HMG: Accelerate Time to Value with a Modern Data Integration Approach (May 25th)

3 Predictions For The Future Of IT Jobs
ITProToday, May 4th, 2022
The ONUG Spring Conference offered predictions about the future of IT jobs and teams, weighing trends in low-code/no-code development, AI and automation, and more.

Since nobody has a crystal ball, predicting the future is always an uncertain endeavor. The best we can do is use the past and the present as our guides while asking questions like, What did the world look like 10 years ago, and what kinds of predictions did we make back then? Which of those predictions came true, and which ones didn't? Trying to answer these questions can help paint a picture of what the future might bring and prepare us for potential challenges.

In a panel discussion at last week's Open Networaking User Group (ONUG) Spring Conference, held virtually and in Secaucus, N.J., four technology experts tried to answer the question, 'Will IT teams exist in the next 10 years?' The panelists covered a wide range of topics related to the future of IT jobs, such as talent recruiting, low-code/no-code development, and AI and machine learning (ML). They resisted making wild, pie-in-the-sky predictions and remained grounded, while, at the same time, avoided the kind of pessimism that can stifle innovation in any field.

Navigating hybrid work arrangements, tackling hypercompetitive talent landscapes, and changing employee-employer relationships are now the norm for HR leaders.

The level of volatility will only increase this year as new COVID-19 variants emerge, hybrid work continues to create unevenness in the employee experience, and employers and employees contend with compensation in a high-inflation environment.

We sat down with Brian Kropp, chief of research in the Gartner HR practice, to discuss how HR leaders should approach an ever-evolving work environment.

Making IT Talent Hires A Business Priority
InformationWeek, May 3rd, 2022
Hiring and retention should always be a priority for every business: Without a strong employee base to progress business operations and deliver great outcomes and results, organizations will ultimately fall behind their competition and fail.

In today's business climate, recruiting IT professionals should be a key business priority, considering the fierce competition for tech talent and a low supply to meet demand.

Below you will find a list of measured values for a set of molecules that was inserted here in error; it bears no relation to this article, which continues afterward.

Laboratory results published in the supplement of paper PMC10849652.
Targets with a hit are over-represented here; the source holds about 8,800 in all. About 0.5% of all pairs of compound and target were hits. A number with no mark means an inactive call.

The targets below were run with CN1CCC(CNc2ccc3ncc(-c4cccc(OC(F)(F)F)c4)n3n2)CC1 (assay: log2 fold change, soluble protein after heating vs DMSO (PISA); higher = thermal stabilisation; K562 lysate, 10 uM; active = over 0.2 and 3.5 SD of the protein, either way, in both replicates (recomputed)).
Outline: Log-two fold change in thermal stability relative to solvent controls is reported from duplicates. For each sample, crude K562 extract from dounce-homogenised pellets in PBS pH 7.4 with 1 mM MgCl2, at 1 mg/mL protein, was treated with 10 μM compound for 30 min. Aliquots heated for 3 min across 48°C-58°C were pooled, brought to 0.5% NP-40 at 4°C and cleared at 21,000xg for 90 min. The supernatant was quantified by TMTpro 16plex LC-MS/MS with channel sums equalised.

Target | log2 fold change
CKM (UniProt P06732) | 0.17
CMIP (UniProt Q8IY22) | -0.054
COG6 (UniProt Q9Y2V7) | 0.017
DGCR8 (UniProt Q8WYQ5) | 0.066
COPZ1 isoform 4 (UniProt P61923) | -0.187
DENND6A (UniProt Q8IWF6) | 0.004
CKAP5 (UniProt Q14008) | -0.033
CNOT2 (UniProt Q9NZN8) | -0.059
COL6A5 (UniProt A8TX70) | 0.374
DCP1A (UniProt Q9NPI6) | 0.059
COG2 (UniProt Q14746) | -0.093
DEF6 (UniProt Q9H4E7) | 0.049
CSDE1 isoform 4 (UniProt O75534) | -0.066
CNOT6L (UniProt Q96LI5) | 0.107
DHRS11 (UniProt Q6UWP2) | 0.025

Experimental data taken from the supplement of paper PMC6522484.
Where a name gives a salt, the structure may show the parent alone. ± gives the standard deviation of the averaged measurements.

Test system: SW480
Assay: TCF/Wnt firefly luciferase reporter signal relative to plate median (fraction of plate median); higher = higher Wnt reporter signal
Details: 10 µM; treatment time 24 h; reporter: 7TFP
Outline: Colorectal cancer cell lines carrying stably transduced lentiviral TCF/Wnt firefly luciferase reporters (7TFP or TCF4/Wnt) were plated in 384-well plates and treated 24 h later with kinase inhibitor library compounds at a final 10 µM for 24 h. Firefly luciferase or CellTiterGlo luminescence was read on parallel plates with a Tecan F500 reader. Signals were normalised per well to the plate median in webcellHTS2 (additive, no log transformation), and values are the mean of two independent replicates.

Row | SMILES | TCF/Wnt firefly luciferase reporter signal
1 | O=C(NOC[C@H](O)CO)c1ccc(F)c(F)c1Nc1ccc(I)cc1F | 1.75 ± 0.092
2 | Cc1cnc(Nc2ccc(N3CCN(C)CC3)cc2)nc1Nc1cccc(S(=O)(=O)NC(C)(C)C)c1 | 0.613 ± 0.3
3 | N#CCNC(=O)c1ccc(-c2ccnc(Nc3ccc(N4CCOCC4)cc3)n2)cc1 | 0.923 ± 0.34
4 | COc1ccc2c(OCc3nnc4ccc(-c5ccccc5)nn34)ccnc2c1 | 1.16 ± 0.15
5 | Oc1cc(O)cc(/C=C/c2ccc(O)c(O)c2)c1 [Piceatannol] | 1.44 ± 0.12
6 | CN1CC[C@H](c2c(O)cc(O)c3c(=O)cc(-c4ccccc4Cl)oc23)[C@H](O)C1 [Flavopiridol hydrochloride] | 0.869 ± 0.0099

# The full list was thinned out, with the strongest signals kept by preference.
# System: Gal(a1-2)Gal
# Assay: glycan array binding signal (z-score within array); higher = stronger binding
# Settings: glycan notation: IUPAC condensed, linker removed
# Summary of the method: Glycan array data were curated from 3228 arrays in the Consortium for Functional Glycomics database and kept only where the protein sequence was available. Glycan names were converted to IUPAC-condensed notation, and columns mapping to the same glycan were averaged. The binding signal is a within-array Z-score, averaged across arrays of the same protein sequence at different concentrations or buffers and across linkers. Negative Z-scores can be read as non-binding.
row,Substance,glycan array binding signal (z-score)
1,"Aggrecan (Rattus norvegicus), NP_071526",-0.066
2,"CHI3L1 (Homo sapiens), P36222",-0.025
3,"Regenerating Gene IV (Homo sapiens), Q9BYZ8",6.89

According to recent figures by consulting firm Korn Ferry, the US tech industry is projected to face a shortage of at least 1.2 million tech workers by 2030.

To win top tech talent in this candidate-driven market, companies must offer increasingly competitive salaries, flexibility beyond remote work, and most importantly, extend their talent pipelines outside of traditional technology hubs to other regions globally.

Along with diversity, equity and inclusion, belonging is among the top areas of focus for human resources professionals.

A culture of belonging not only contributes to employee wellbeing but is a key factor in attracting and retaining talent. Cultivating a sense of belonging also brings a return on investment: employees who feel a sense of belonging at work are more engaged, more productive and more likely to stay in their jobs.

Easily Manage Large Quantities Of Data

Identifying problem areas, defining priorities and making meaningful changes requires a lot of information. HR tech platforms automate data collection and analysis at scale. Manually culling and poring over employee data is inefficient and unproductive. With the right technology, HR teams can quickly transform large volumes of raw data into easily digestible reports or visual models about the composition of your workforce, pay disparity, turnover rates and more.

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